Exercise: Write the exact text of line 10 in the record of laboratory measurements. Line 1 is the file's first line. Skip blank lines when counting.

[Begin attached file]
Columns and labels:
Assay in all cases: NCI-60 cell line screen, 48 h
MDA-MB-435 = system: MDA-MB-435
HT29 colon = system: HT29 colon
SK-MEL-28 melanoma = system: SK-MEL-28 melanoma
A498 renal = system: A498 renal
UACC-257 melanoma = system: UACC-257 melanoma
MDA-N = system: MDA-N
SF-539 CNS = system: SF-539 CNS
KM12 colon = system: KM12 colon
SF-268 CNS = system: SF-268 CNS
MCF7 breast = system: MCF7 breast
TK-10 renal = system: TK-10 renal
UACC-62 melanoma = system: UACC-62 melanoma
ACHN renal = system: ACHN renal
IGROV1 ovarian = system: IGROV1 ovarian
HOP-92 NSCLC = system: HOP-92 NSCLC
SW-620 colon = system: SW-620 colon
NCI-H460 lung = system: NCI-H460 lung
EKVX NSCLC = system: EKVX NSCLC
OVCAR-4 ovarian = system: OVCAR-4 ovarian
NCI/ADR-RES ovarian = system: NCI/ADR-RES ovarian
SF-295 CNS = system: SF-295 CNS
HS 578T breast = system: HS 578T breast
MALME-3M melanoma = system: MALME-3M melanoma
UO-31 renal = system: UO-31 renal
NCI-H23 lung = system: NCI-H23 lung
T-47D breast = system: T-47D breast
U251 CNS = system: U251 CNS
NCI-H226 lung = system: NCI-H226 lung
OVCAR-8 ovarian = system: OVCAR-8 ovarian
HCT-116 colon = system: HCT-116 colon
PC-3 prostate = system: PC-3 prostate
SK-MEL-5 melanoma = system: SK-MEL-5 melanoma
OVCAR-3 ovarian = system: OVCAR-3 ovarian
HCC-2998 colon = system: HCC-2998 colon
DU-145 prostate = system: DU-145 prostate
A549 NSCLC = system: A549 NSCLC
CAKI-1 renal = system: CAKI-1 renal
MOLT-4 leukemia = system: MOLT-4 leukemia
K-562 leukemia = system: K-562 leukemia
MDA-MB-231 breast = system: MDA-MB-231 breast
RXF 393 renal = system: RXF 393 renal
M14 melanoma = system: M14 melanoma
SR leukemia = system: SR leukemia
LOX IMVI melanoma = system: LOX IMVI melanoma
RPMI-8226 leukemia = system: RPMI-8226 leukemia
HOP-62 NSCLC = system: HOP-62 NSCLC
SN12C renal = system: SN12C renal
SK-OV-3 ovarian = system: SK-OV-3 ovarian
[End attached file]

KM12 colon = system: KM12 colon